Bad economic numbers only add to trouble


WASHINGTON – President Trump nears the end of his third year in office facing dismal job approval polls and the threat of impeachment by the Democratic House.

A top National Security Council official who listened in on Trump’s conversation with the president of Ukraine, has testified that Trump wanted President Volodymyr Zelensky to investigate one of his political rivals.

It was the first corroboration of a whistleblower who first learned about Trump’s scheme to get a foreign country to dig up political dirt on former Vice President Joe Biden and his son – a country invaded by Vladimir Putin’s Russia, which seized its Crimean peninsula, and still threatens its survival.

Trump’s latest job approval polls already weren’t anything to write home about, but the combination of this latest scandal and weaknesses in the U.S. economy have made matters worse.

Real Clear Politics, the poll-monitoring website that computes the average of all U.S. political polls, reports that 53.6 percent of Americans now disapprove of the job Trump is doing as president, compared to 42.8 percent who say they approve.

The latest mess Trump has gotten himself into couldn’t have come at a worse time for the perpetually embattled president.

He had managed to squirm himself out of previous troubles by calling other charges of wrongdoing “a pack of lies.” But this time, his accuser is a combat war hero, and a Purple Heart recipient with an impeccable career record, who saw wrongdoing and reported it immediately to his superiors.

“Trump and his allies on TV lashed out at Lt. Col. Alexander Vindman, who said his concerns about what he heard in Trump’s July 25 call with Ukrainian President Zelensky drove him to notify his superiors,” the Washington Post reported Wednesday.

“Trump dismissed Vindman as a ‘Never Trumper,’ while some of his allies questioned the patriotism of the Army combat veteran because his family emigrated from the Soviet Union when he was 3,” the Post said.

But other Republicans jumped to Vindman’s defense. “We’re talking about decorated veterans who have served this nation, who have put their lives on the line,” said Rep. Liz Cheney of Wyoming. “It’s shameful to question their patriotism, their love of this nation,” the Post reported.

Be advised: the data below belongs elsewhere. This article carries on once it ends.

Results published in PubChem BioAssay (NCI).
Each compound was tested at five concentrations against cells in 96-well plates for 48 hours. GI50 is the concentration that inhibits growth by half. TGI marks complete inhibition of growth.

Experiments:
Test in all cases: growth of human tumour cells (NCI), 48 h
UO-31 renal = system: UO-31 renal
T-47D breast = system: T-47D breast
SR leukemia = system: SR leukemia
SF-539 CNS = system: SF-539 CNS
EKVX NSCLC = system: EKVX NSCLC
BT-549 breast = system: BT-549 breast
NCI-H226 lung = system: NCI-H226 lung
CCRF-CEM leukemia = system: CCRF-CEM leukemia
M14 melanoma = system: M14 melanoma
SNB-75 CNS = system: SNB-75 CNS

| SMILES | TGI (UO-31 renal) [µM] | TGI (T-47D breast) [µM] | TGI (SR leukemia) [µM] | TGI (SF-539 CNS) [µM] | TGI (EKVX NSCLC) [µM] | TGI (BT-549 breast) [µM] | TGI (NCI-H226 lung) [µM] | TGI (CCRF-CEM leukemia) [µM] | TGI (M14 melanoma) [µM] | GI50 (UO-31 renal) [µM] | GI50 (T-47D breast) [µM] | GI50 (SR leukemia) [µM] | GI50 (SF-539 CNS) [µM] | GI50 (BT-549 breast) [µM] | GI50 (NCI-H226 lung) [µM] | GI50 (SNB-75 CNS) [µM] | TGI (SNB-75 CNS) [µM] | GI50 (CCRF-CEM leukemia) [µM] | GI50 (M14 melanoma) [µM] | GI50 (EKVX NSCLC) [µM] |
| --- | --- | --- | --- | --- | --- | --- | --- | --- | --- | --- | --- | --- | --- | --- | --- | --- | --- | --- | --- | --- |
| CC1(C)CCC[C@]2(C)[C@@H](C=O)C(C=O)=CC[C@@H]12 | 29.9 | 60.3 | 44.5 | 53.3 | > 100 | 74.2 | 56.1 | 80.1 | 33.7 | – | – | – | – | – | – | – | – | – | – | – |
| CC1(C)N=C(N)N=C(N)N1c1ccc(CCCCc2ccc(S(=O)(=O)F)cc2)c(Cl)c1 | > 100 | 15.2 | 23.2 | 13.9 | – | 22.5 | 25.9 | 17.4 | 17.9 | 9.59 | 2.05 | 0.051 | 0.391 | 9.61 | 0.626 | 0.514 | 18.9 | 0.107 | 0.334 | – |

Vindman, a Ukraine expert on the National Security Council, received a Purple Heart after being wounded by a roadside bomb in Iraq.

But there were many other problematic issues swirling about Trump’s presidency, including the economy and a government plunging ever more deeply into debt. Among them:

The Commerce Department announced Wednesday that the U.S. economy grew at a snail’s-pace 1.9% annualized rate between July and September, far below the 3% rate the White House projected after enactment of the 2017 tax cuts.

Orders for U.S. capital goods fell “more than expected” in September, the latest sign that Trump’s trade tariffs are hurting the economy.

U.S. exports dropped 3% from the previous year, the lowest in a year and a half, while capital goods orders, excluding aircraft, fell 0.5% last month.

Reuters also reported this week that the manufacturing sector, which comprises 11% of the U.S. economy has been weakened by Trump’s trade war with our trading partners, undermining the U.S. economy.

Meantime, the administration has been ballooning the government’s budget deficit like there’s no tomorrow.

The U.S. Treasury reported last week that the budget deficit exploded by nearly $1 trillion this year, or by $984 billion to be precise.

Trump promised to eliminate the federal debt in eight years, but it turns out the deficit has grown by 50% under the Trump administration.

The government shelled out about $380 billion in interest payments on its debt last year, and it appears that this administration has made little progress to reduce the red ink in its yearly budget.

“This is the first time in our history that we are seeing a boom in the economy at the same time deficits are rapidly rising. It’s alarming,” said Marc Golden, senior policy director at the Committee for a Responsible Federal Budget.

When the debt hit $16.7 trillion under President Obama in 2013, Trump called it “the most profligate debt in our nation’s history.”

Trump’s debt is now over $22 trillion and climbing.

Advertisement